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Natural gas bans: Can we slow global warming while still eating well?

Natural gas bans: Can we slow global warming while still eating well?

Natural gas bans: Can you slow global warming and still eat well?

Natural gas emissions contributing to the problem of global warming are small compared with emissions from the largest polluters –  transportation and electricity production. In an effort to reduce future building emissions, dozens of cities, from New York to San Francisco, have banned gas hookups in new construction. 

People who love cooking with gas seem to be the ones that get the most reactions. Their culinary angst – along with reaction from advocates of fuel choice – has sparked a blowback of bans on the bans. Some localities have passed laws that prohibit the restriction of new natural gas connections.

This is Why We Did It

Many cities across the country are banning natural gas hookups, resulting in culinary anxiety for gas-loving chefs. It’s one reason many locales are banning the gas bans.

“With all the progress that we’ve made over the last 10 years or so in terms of changes to the electrical grid with the shift away from coal, it’s now becoming the case that the next sector that should be the obvious target of policies to reduce emissions” is natural gas, says Jonathan Buonocore, research scientist at Harvard University’s T.H. Chan School of Public Health.

Nora Singley is a professional food stylist and downplays the concern. Even though she prefers the control of heat that gas gives her in the kitchen, “it would just be a period of acclimating,” because there are good gas-free electric ranges.

Washington

Since the dawn of time, humans have been cooking over fire. Millennia. With concerns about rising greenhouse gas emissions, some cities are banning natural gasoline in their future kitchens. This poses a policy dilemma: How can we slow global warming while still eating healthy?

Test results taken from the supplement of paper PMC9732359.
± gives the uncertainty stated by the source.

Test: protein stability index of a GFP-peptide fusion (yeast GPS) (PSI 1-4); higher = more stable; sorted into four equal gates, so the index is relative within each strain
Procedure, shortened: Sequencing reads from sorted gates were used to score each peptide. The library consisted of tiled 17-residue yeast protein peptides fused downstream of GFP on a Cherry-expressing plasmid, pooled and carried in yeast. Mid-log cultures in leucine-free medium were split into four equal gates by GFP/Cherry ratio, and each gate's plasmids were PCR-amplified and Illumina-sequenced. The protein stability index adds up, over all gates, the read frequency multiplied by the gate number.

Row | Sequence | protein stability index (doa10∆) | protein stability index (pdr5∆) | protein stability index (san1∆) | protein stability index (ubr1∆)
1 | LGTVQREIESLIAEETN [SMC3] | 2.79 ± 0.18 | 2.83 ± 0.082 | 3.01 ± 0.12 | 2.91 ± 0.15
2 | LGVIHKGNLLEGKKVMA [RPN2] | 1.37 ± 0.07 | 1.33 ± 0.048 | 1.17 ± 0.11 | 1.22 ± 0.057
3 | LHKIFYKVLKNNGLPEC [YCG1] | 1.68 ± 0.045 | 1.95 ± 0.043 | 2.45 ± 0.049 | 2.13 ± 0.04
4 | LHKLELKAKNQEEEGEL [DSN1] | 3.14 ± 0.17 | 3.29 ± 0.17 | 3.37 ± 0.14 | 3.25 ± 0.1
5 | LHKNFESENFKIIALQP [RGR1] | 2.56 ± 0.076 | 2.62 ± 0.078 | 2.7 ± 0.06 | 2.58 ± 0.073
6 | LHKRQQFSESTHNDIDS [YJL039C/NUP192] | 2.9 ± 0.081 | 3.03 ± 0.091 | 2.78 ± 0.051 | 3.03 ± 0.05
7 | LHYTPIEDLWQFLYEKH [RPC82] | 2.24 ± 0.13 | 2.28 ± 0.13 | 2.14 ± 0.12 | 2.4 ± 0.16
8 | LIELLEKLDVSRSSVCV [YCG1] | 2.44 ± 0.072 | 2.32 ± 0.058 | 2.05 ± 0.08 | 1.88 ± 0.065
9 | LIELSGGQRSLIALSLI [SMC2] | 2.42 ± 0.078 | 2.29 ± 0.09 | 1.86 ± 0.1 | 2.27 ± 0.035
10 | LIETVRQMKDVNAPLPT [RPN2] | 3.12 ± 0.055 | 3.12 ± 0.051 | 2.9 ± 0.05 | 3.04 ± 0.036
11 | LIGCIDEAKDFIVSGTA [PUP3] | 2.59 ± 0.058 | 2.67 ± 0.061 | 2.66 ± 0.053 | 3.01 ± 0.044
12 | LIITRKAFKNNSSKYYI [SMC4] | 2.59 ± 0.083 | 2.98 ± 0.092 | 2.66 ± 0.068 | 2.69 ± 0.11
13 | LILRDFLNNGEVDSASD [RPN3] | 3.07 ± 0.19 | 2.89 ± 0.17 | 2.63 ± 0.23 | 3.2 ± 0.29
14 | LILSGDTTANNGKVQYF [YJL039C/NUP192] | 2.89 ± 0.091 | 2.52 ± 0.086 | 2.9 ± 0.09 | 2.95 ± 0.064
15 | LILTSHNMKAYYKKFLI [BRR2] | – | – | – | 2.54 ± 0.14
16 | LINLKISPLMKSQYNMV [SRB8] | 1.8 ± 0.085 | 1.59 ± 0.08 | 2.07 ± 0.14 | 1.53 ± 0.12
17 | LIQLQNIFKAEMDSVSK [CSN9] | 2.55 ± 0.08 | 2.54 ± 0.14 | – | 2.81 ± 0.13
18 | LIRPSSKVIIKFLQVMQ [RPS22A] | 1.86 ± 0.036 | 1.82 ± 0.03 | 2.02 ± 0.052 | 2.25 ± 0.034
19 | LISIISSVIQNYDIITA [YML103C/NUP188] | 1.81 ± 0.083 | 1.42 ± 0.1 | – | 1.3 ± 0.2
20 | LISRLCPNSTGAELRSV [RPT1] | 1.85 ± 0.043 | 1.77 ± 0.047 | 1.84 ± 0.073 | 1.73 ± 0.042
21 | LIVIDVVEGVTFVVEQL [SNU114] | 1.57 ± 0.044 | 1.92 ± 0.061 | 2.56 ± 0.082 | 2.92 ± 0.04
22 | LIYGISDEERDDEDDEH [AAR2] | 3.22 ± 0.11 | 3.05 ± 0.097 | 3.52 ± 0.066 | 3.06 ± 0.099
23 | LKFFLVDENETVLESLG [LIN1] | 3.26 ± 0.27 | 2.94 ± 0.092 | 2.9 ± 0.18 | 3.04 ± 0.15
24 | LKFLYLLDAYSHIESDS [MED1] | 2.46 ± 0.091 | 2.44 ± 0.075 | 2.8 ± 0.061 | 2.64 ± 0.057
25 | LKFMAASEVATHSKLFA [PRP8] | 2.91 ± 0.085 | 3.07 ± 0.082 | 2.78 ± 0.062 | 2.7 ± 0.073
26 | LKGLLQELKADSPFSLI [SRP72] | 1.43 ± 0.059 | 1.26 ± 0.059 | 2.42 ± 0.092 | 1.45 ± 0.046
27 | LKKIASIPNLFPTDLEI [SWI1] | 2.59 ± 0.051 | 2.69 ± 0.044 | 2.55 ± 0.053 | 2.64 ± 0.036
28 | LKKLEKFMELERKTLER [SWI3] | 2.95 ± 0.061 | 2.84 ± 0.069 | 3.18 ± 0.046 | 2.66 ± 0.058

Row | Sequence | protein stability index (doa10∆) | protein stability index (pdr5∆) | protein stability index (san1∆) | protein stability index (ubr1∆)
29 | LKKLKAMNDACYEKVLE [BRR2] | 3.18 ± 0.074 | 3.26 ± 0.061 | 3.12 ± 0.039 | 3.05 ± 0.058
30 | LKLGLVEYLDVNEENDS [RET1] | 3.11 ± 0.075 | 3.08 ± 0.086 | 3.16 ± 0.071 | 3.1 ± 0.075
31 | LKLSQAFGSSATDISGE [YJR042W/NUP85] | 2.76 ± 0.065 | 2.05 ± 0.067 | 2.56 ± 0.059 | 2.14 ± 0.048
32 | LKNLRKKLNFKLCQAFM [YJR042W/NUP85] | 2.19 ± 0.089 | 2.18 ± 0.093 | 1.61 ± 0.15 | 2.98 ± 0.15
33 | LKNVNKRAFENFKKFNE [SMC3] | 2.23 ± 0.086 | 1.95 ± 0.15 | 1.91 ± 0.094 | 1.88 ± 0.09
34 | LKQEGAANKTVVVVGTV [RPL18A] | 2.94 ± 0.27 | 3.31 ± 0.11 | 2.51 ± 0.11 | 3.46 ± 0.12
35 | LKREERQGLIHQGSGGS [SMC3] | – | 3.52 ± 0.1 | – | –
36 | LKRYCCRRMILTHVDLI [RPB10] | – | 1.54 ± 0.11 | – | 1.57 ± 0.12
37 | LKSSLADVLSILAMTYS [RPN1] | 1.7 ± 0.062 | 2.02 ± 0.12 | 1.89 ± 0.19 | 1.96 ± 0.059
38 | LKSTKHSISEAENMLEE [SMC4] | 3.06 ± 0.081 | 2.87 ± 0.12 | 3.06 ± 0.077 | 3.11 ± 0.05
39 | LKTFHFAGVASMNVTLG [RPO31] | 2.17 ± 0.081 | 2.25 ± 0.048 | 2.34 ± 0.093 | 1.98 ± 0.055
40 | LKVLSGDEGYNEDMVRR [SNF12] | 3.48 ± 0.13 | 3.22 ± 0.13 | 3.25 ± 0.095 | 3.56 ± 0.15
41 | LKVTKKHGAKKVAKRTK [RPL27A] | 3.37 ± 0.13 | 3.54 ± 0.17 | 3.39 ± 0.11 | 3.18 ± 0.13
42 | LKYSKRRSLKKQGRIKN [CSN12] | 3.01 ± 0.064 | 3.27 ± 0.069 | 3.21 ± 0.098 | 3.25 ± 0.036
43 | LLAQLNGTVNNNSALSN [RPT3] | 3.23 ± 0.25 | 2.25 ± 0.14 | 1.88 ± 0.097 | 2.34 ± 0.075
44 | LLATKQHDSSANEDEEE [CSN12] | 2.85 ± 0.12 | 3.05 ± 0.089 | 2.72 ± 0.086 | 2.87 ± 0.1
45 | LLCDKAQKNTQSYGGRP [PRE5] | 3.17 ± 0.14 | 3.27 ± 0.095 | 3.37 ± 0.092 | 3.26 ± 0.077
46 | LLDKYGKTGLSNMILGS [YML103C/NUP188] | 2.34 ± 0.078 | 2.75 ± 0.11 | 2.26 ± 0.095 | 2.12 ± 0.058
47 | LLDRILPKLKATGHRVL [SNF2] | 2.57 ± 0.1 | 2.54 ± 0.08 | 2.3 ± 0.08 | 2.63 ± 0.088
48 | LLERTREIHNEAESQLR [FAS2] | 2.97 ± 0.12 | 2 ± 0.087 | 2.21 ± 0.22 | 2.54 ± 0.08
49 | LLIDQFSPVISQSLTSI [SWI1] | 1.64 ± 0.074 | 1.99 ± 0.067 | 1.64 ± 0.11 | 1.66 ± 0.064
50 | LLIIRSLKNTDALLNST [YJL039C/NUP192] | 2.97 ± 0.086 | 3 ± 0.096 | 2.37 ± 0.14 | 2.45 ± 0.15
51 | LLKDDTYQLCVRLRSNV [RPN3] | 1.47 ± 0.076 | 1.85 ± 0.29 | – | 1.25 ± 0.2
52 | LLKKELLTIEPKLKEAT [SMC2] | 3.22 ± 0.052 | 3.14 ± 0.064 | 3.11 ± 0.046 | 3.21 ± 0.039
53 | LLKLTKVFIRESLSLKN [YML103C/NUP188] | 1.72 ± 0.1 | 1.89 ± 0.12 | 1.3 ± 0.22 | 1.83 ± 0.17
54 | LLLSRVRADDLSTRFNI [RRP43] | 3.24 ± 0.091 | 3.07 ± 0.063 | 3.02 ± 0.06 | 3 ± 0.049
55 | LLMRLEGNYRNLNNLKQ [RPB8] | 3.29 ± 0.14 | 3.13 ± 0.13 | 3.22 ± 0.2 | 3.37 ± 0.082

Hundreds of jurisdictions, from Brookline, Massachusetts to San Francisco, have banned new gas hookups for heating or cooking. Last month brought its heft to the trend, setting restrictions on fossil fuel usage in new buildings by phasing in emissions limits beginning next year.

The bans placed on flame cooking have sparked a backlash from chefs who feel the bans are unfair. Some Localities and at least 19 states have passed laws to prevent municipalities from restricting new natural gas connections. Also behind these actions: gas-industry lobbying for “Energy choice” and broader legislative tussling along party lines.

This is Why We Did It

Many cities across the country are banning natural gas hookups, resulting in culinary anxiety for gas-loving chefs. It’s one reason many locales are banning the gas bans.

“With all the progress that we’ve made over the last 10 years or so in terms of changes to the electrical grid with the shift away from coal, it’s now becoming the case that the next sector that should be the obvious target of policies to reduce emissions has changed,” says Jonathan Buonocore, research scientist at Harvard University’s T.H. Chan School of Public Health. He says that natural gas is now a major target.

Safety and pollution

Methane, which is released from natural gas systems accounts for approximately 3% of all U.S. greenhouse gas emissionsAccording to the U.S. Environmental Protection Agency. Also, be aware of the following: ExistenceNatural gas is an indoor air pollutant.

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